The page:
NB: There will be no update tomorrow.
I noted last Friday that we were likely to see a top, at least in the near term, for yields this week. So far, that seems to have been correct, although of course we won’t for sure until after the fact. The next test will probably come next week – we will see if bond and stock prices can make both higher weekly highs and lows. The ECOFIN meeting was a positive for EU rates, as it should give the ECB more comfort that political adjustments are moving along, and market participants less concern that the ECB may let yields stay higher as a way to apply pressure on the politicians. Another positive: there were reports of dealer OWICs today. (i.e. dealers were looking for bonds to buy, either for themselves or for clients) Those haven’t been seen in some time.
Separately, great chart from Citi:
- German Unemployment declined -12k vs +8k exp and +21k prev. This took the Unemployment Rate down to 6.8% vs 6.9% exp and prev
- US Jobless Claims declined to 346k vs 345k exp and 354k prev
- US Pending Home Sales jumped 6.7% MoM in May vs 1.0% exp.
- the labor market still cannot be regarded as healthy.
- I believe a strong case can be made that the pace of growth will pick up notably in 2014
- my best guess is that core goods prices will begin to firm in the months ahead as global demand begins to strengthen and inventories get into better alignment with sales
- even under this scenario, a rise in short-term rates is very likely to be a long way off.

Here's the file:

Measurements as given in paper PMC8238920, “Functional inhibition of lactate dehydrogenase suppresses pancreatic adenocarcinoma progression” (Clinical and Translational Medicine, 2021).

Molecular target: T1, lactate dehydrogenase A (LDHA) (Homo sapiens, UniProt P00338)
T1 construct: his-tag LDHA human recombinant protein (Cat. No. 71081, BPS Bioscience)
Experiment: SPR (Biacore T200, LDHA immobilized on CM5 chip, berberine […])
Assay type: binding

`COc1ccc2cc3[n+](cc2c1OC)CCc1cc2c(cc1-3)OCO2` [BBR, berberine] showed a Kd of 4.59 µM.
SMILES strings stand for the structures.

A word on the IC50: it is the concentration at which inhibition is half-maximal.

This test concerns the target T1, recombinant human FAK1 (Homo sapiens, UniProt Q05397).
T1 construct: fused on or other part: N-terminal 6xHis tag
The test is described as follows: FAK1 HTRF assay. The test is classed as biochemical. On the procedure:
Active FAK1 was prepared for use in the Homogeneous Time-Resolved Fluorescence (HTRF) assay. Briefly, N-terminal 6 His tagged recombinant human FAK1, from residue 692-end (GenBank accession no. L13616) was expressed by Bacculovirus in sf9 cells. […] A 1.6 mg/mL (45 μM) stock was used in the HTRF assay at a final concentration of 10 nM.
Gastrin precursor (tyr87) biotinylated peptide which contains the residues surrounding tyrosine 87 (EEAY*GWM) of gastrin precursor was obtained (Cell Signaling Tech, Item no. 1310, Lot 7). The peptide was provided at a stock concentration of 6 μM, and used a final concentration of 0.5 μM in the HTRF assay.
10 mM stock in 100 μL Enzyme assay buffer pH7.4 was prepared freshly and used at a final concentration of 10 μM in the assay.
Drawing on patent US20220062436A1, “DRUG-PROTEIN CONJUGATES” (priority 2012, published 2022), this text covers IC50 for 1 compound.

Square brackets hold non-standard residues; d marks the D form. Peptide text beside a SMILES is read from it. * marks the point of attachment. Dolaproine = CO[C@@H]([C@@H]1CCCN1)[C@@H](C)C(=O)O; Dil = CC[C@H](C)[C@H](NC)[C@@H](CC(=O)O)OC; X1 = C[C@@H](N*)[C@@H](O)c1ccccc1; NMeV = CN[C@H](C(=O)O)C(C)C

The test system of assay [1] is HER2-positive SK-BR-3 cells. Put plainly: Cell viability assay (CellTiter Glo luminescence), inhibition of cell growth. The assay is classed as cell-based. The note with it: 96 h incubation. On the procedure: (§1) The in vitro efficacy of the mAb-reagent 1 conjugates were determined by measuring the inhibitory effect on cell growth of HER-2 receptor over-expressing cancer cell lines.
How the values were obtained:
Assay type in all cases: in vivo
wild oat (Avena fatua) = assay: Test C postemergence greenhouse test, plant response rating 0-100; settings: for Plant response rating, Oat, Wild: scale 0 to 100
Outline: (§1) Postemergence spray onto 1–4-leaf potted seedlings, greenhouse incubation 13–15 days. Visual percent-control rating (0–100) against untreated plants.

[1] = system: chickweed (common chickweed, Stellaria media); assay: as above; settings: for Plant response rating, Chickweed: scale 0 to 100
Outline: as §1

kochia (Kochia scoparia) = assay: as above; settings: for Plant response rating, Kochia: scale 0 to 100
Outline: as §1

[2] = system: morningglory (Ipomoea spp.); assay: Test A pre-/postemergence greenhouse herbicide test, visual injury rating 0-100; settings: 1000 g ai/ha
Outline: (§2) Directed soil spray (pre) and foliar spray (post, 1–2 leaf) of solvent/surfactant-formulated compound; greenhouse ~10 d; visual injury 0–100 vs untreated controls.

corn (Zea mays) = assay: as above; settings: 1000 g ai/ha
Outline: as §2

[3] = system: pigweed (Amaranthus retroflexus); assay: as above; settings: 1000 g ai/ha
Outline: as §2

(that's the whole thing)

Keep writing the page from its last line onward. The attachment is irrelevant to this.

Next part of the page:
- Some commentators have interpreted the recent shift in the market-implied path of short-term interest rates as indicating that market participants now expect the first increases in the federal funds rate target to come much earlier than previously thought. Setting aside whether this is the correct interpretation of recent price moves, let me emphasize that such an expectation would be quite out of sync with both FOMC statements and the expectations of most FOMC participants.
EU Finance ministers (ECOFIN) agreed on a position on the draft directive on bank recovery and resolution (BRRD) last night, ahead of the EU Summit starting this afternoon. Negotiations with the European Parliament (the ‘trilogue’) will now start and the aim is adoption before year-end.
- National resolution authorities will be in charge of implementing resolution plans which comply with some common rules, in particular bail-in measures imposing losses and a pecking order of the different stakeholders with an order of seniority.
- A compromise has been reached on the controversial question of uninsured depositors: "eligible deposits from natural persons and micro SMEs, as well as liabilities to the European Investment Bank, are granted a preference status over ordinary unsecured non-preferred creditors and depositors from large corporations."
- In case of a bank crisis, a minimum level of losses of 8% of of total liabilities will be imposed on shareholders and creditors, and "under special circumstances", 20% of risk weighted assets. The contribution of the resolution fund would be limited to a maximum of 5% of total liabilities.
Bank of Spain has instructed banks not to pay out more than 30% of 2013 profits in dividends to shareholders – Bloomberg
Coal – Glencore Xstrata said it has cut back coal production at two of its Australian mines due to falling prices, higher costs, and strength in the AUD. The latest cuts will shave off about 3 million tons of coal production at Glencore’s Newlands and Oaky Creek mines (Bloomberg)
KB Homes Conference Call:
- Higher Rates Giving Buyers ‘Sense of Urgency’
- 1st-time buyers 60% of sales in 2Q
- 2Q avg. selling price $290,400, up 25%
- Fri: Italy Business Confidence, Williams Speaks
- Mon: Australia Mfg PMI, China PMI, EU PMI, EU CPI Estimate, Unemployment, US ISM Mfg
- Tue: RBA, Australia Service PMI, China Non-Mfg PMI, Australia Trade Balance, Retail Sales, China HSBC Service PMI